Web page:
Kenyan President Uhuru Kenyatta, hours after the country’s Supreme Court ruled against his election victory, addressed the nation, rejecting the decision.
Mr Kenyatta said however, that while he disagreed with election results, he would respect the court judgement.
In the speech he also emphasized peace, stressing that he is not at war with his opponents.
Below is the slightly edited speech with translations.
Fellow Kenyans, let me begin by wishing you a great afternoon.
Second, which is most important, Let me ask every single Kenyan, wherever they may be, whatever they may be doing, whoever they may be with; take the hand of your brother, the hand of your sister and shake it and say Amani (peace). I will repeat….Peace!
Your neighbour will still be your neighbour regardless of whatever has happened. The man and woman who sits with you; who resides next to you shall still be your neighbour, regardless of their political affiliation, their religion, colour or their tribe.
My primary message today to every single Kenyan is peace. Let us be people of peace.
I take this opportunity also to say thank you to God, because it is God who has brought us thus far. It is he who has made us a people and enabled every single Kenyan to have moved from his/her home and peacefully stood in queues for many hours to make their choice.
Let me on a third instance say that it is important for us Kenyans to be respecters of the rule of law.
I personally disagree with the ruling that has been made today, but I respect it as much as I disagree with it.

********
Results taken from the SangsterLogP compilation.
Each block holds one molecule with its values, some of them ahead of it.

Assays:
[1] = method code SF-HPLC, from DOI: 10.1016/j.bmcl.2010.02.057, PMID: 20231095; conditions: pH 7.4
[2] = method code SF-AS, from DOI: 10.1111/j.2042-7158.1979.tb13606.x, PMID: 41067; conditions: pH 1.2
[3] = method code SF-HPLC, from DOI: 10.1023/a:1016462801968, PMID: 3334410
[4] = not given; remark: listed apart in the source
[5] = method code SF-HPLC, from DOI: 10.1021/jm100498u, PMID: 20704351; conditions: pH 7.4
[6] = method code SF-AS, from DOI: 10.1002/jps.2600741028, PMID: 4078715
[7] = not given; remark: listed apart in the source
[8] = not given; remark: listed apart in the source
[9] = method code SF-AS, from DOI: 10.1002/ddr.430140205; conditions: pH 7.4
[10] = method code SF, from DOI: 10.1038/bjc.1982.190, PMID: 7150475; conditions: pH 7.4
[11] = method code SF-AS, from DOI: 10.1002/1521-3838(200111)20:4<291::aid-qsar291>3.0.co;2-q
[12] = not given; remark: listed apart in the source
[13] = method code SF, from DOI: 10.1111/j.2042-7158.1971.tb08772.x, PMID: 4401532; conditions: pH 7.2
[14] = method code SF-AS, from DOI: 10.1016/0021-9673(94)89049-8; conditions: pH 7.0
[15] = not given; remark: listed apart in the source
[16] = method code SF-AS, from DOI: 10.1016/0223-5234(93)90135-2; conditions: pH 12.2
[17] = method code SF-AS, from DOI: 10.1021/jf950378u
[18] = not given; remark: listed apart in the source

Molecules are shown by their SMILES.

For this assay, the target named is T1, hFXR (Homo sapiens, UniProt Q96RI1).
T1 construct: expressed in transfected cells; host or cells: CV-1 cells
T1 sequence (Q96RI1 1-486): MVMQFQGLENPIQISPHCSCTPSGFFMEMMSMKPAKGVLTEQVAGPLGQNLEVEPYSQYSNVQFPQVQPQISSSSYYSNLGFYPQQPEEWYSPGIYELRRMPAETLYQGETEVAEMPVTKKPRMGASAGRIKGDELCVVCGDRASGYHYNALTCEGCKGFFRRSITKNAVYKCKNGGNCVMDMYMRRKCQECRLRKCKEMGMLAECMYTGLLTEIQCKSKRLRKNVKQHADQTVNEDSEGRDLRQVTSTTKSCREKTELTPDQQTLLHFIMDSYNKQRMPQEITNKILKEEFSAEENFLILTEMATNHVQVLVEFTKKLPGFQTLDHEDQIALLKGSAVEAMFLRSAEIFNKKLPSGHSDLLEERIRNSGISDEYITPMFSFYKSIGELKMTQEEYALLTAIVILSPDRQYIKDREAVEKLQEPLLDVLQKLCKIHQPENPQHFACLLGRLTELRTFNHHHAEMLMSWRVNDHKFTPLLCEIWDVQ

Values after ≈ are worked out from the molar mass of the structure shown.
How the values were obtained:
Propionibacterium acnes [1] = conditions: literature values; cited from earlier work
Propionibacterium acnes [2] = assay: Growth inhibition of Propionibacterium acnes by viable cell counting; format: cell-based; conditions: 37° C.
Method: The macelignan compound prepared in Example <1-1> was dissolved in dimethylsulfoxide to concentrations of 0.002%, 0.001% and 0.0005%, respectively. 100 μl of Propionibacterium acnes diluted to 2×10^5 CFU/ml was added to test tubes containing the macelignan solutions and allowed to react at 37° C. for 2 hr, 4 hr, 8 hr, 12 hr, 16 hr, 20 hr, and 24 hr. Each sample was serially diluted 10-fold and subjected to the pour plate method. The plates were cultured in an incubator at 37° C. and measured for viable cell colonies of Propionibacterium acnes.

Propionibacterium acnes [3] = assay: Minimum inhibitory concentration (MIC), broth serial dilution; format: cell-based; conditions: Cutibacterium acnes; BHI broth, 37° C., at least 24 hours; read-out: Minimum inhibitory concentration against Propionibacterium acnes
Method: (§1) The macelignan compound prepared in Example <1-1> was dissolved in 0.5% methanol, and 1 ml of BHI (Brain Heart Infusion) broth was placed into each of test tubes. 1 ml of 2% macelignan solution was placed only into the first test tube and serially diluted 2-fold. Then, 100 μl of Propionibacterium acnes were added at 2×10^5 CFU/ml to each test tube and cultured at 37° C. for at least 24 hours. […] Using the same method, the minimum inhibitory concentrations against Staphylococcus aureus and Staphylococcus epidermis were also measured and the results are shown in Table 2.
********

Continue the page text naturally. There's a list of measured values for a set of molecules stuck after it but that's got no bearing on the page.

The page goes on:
I disagree with it because as I said, millions of Kenyans queued and made their choice, and 6 people have decided that they will go against the will of the people, despite the fact that you as Kenyans have decided and elected majority of Jubilee government, majority of Jubilee senators, a majority of Jubilee women representatives, a majority of Jubilee national assembly members; a majority of Jubilee members of country representatives.
The Court has made this decision; we respect it.
And again, fellow Kenyans, I say peace; because the fault is not yours. The fault is not yours. Your neighbour remains your neighbour and that is the person that is most important to you.
We are ready to go back again to the people with the same agenda; no change. Same agenda that we delivered to the people.
An agenda of unifying our country; an agenda of building our national party, an agenda to develop this nation. Tuko Tayari (We are ready).
Mine is to say that we are not at war with our brothers and sisters in the opposition because we are all Kenyans.
Nyinyi mjipange; sisi tutajipanga. Tuko Tayari kuongea na Wakenya, kuwaambia yale tunataka kujenga kwa wanainchi wa jamhuri yetu ya Kenya.
(Prepare yourselves and we shall do the same. We are ready to speak to Kenyans; to tell them what we want to build, for the citizens of this our republic.)
Wenzetu tafadhali, wacheni ukabila, wacheni mtengano, uza sera zenu. Ushindano nia zetu. Wacha Wakenya waamue.
(Colleagues please, stop tribalism. Stop divisionism. Sell your virtues. Competition is our will. Let the Kenyans decide).
Watu wachache, watano, wasita hawawezi wabadilishe nia ya wanaichi miliyoni arobaine. Hawawezi. Wakenya ndio wataamua and that is the nature of our democracy.
(A few people, five or six cannot change the will of 40 million citizens. They cannot. It is Kenyans who will decide and that is the nature of our democracy)
Kwahivyo wenzangu, Amani, Amani, Amani!
(Therefore colleagues; Peace, Peace, Peace!)
Umshike jerani yako mkono, umwambie, “hii ni vita ya wale, sisi ni kitu kimoja.”
(Shake your neighbor’s hand and tell them, “This is their fight. We are one.”